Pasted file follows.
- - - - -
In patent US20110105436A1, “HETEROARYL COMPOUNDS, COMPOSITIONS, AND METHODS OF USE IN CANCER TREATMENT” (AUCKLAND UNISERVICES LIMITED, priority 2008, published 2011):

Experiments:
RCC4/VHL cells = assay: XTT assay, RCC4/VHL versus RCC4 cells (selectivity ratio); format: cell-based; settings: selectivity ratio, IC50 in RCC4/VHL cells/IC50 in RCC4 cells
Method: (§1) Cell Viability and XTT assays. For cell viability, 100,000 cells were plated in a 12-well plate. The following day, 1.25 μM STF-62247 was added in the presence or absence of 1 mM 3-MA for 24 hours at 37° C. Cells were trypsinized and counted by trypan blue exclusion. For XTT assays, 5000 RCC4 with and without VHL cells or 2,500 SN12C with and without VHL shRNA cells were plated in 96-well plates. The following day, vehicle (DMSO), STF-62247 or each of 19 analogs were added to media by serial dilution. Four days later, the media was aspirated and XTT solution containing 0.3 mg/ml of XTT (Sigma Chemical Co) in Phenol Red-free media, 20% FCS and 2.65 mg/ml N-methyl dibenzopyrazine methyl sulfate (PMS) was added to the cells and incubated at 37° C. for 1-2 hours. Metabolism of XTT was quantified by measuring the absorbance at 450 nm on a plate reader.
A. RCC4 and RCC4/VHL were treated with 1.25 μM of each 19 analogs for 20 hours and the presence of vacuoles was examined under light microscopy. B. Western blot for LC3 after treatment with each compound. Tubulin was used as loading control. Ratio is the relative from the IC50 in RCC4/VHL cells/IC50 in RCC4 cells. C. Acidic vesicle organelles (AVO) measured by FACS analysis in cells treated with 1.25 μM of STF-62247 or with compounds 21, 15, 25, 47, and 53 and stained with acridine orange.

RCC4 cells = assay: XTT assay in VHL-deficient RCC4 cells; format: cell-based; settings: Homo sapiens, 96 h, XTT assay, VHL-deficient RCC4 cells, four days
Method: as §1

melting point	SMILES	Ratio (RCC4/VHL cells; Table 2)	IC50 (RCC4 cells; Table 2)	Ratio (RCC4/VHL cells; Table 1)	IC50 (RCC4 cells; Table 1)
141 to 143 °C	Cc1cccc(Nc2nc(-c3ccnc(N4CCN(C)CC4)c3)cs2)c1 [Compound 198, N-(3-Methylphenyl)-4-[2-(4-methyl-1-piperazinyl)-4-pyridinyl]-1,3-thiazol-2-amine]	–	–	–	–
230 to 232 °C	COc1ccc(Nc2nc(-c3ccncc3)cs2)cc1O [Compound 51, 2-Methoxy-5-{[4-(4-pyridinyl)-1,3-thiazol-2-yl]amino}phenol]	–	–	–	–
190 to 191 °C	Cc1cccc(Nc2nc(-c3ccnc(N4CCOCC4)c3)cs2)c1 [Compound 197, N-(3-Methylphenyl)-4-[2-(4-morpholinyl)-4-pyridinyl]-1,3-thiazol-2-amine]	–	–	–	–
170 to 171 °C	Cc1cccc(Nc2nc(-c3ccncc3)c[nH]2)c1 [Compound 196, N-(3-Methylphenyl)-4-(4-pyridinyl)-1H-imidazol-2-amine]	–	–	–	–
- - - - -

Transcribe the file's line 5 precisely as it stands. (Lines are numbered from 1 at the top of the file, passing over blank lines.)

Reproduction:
A. RCC4 and RCC4/VHL were treated with 1.25 μM of each 19 analogs for 20 hours and the presence of vacuoles was examined under light microscopy. B. Western blot for LC3 after treatment with each compound. Tubulin was used as loading control. Ratio is the relative from the IC50 in RCC4/VHL cells/IC50 in RCC4 cells. C. Acidic vesicle organelles (AVO) measured by FACS analysis in cells treated with 1.25 μM of STF-62247 or with compounds 21, 15, 25, 47, and 53 and stained with acridine orange.